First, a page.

While this sentiment touches the heart of every person owning a dog, I'm not so sure Luther actually said it. Some time back it's authenticity was questioned here on this blog in the comment box, and this sort of desperation doesn't point toward authenticity.  There are a number of versions of it, some of them coming in the form of fiction or being weaved into fictional stories. Other than the theological similarities to 1544 letter that Preserved Smith popularly documents, the earliest accounts I could find were mostly fictional. Below I've compiled a number of versions of the quote, primarily from the 1800's, It's interesting (well, to me at least) to see how the  quote changed as it went along. If Luther did say it, it's highly probable it was a Table talk comment.


1843:  Siri's jesting words remind us of what Luther said to his dog when it was snarling: 'Do not snarl, Jacky; be a good dog, and at the resurrection you shall have a golden tail." [The rectory of Mora] [Bremer's Novels, Vol. 2]

1845: Siri's playful words remind one of the words which Luther said to his dog when he growled: "Growl not, my little doggy; in the resurrection thou too shalt get a little golden tail!"[The Novels of Frederika Bremer]

1849: Siri is great at riddles, and also delights in taxing people's powers in more modern mysteries and speculations; as, where she inquires into the future life of the animal creation, and promises a glorious future existence to her fawn on the sanction of Luther, who is quoted as having said to his dog one day when he growled, ‘ Growl not, my little doggy; in the resurrection thou, too, shalt have a little golden tail.’ [The Christian Remembrancer]

1854: "Good, I daresay; but great?" "Not your mere dog fancier, who tyrannizes over or tires of his pets, but a gentle superior, like wise Sir Isaac Newton to silly little Diamond; and do you know what Martin Luther told his dog?" "No, something polemical?" "Neil Farquharson would not believe it; he would say it was a most fantastic doctrine, but it was no doctrine, only a loving fancy. 'Doggie,' he said, "you'll have a golden tail to wag in heaven." "He said that; I am glad to hear it, it was a throb of the great tender heart under his armour of dauntless faith and courage, and massive learning." [Phemie Millar, by the author of 'The Kinnears']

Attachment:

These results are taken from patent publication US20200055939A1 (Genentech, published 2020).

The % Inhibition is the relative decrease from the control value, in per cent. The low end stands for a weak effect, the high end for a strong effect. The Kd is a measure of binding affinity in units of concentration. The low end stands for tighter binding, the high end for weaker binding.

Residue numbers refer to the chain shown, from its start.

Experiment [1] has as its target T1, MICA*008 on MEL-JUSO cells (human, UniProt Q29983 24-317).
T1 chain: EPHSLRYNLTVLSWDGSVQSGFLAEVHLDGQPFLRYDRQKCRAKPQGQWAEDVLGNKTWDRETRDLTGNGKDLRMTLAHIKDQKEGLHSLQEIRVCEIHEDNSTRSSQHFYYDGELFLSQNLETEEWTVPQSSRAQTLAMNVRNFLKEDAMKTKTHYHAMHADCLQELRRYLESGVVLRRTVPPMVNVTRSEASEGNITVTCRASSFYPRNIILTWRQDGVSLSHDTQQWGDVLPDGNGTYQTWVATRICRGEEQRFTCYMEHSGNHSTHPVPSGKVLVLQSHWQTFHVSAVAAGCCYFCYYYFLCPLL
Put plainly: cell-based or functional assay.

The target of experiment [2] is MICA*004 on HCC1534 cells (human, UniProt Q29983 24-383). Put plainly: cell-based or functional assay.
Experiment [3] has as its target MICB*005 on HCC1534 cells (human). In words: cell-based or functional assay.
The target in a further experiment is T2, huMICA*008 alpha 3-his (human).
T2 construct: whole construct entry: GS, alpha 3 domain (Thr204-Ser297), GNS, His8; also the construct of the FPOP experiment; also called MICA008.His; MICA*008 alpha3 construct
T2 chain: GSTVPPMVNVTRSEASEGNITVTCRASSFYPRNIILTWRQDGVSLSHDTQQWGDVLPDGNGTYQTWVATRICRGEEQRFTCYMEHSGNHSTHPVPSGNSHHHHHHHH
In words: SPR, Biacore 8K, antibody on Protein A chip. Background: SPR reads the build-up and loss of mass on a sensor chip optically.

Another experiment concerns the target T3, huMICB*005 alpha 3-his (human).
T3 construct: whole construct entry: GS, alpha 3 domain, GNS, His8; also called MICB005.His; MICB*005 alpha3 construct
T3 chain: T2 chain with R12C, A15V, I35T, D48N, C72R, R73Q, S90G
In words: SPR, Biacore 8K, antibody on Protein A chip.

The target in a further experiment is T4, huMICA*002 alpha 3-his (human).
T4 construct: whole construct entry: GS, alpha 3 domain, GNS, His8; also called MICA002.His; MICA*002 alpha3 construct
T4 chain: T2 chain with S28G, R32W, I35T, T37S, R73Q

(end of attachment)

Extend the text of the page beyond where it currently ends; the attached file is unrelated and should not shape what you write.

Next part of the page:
1856:When Luther was a little disturbed by his favourite dog, dreaming at the fire, the jolly old Reformer said to the uneasy cur, "Be quiet, hundchen, and at the resurrection you, too, shall have a golden tail." Mr. Punch would almost borrow the words of Luther, saying, "Be tranquil, dearest Muntz, and when the Bank of England stops gold payments, you, too, shall have an unlimited queue of paper." [Punch]

1861: Mors wagged his tail assentingly, and I thought of Luther's words to his dog:— "Don't grumble, little Hans; thou too shalt have a golden tail some day!"[Two years in Switzerland and Italy]

1864: Thekla has experienced her first sorrow. Her poor little foundling, Nix, is dead. For some days the poor creature had been ailing, and at last he lay for some hours quivering, as if with inward convulsions; yet at Thekla's voice the dull, glassy eyes would brighten, and he would wag his tail feebly as he lay on his side. At last he died; and Thekla was not to be comforted, but sat apart and shed bitter tears. The only thing which cheered her was Christopher's making a grave in the garden for Nix, under the pear tree where I used to sit at embroidery in summer as now she does. It was of no use to try to laugh her out of her distress. Her lip quivered and her eyes filled with tears if any one attempted it. Atlantis spoke seriously to her on the duty of a little girl of twelve beginning to put away childish things; and even the gentle mother tenderly remonstrated and said one day, when Dr. Luther had asked her for her favourite, and had been answered by a burst of tears, "My child, if you mourn so for a dog, what will you do when real sorrows come?" But Dr. Luther seemed to understand Thekla better than any of us, and to take her part. He said she was a child, and her childish sorrows were no more trifles to her than our sorrows are to us; that from heaven we might probably look on the fall of an empire as of less moment than we now thought the death of Thekla's dog; yet that the angels who look down on us from heaven do not despise our little joys and sorrows, nor should we those of the little ones; or words to this effect. He has a strange sympathy with the hearts of children. Thekla was so encouraged by his compassion, that she crept close to him and laid her hand in his, and said, with a look of wistful earnestness, "Will Nix rise again at the last day? Will there be dogs in the other world?" Many of us were appalled at such an irreverent idea; but Dr. Luther did not seem to think it irreverent. He said, "We know less of what that other world will be than this little one, or than that babe," he added, pointing to my little Gretchen, "knows of the empires or powers of this world. But of this we are sure, the world to come will be no empty, lifeless waste. See how full and beautiful the Lord God has made all things in this passing, perishing world of heaven and earth! How much more beautiful, then, will he make that eternal incorruptible world! God will make new heavens and a new earth. All poisonous, and malicious, and hurtful creatures will be banished thence,—all that our sin has ruined. All creatures will not only be harmless, but lovely, and pleasant and joyful, so that we might play with them. 'The sucking child shall play on the hole of the asp, and the weaned child shall put his hand on the cockatrice' den." Why, then, should there not be little dogs in the new earth, whose skin might be fair as gold, and their hair as bright as precious stones?" Certainly, in Thekla's eyes, from that moment there has been no doctor of divinity like Dr. Luther. [Chronicles of the Schönberg-Cotta Family]